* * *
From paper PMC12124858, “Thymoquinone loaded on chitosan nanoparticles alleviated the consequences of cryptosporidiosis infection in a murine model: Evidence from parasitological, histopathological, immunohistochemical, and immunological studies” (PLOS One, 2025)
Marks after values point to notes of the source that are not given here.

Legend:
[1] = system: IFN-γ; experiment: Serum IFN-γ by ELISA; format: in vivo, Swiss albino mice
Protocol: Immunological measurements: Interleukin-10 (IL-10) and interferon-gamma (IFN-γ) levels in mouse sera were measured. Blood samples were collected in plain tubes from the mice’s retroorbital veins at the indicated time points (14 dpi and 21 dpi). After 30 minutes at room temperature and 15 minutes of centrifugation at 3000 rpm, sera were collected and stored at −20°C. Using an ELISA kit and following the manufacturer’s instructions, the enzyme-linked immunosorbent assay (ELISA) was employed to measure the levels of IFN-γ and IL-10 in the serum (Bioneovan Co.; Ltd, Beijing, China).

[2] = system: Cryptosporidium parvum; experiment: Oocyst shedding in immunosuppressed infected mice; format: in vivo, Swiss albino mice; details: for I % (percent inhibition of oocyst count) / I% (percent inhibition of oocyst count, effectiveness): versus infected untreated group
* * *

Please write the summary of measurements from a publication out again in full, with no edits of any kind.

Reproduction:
From paper PMC12124858, “Thymoquinone loaded on chitosan nanoparticles alleviated the consequences of cryptosporidiosis infection in a murine model: Evidence from parasitological, histopathological, immunohistochemical, and immunological studies” (PLOS One, 2025)
Marks after values point to notes of the source that are not given here.

Legend:
[1] = system: IFN-γ; experiment: Serum IFN-γ by ELISA; format: in vivo, Swiss albino mice
Protocol: Immunological measurements: Interleukin-10 (IL-10) and interferon-gamma (IFN-γ) levels in mouse sera were measured. Blood samples were collected in plain tubes from the mice’s retroorbital veins at the indicated time points (14 dpi and 21 dpi). After 30 minutes at room temperature and 15 minutes of centrifugation at 3000 rpm, sera were collected and stored at −20°C. Using an ELISA kit and following the manufacturer’s instructions, the enzyme-linked immunosorbent assay (ELISA) was employed to measure the levels of IFN-γ and IL-10 in the serum (Bioneovan Co.; Ltd, Beijing, China).

[2] = system: Cryptosporidium parvum; experiment: Oocyst shedding in immunosuppressed infected mice; format: in vivo, Swiss albino mice; details: for I % (percent inhibition of oocyst count) / I% (percent inhibition of oocyst count, effectiveness): versus infected untreated group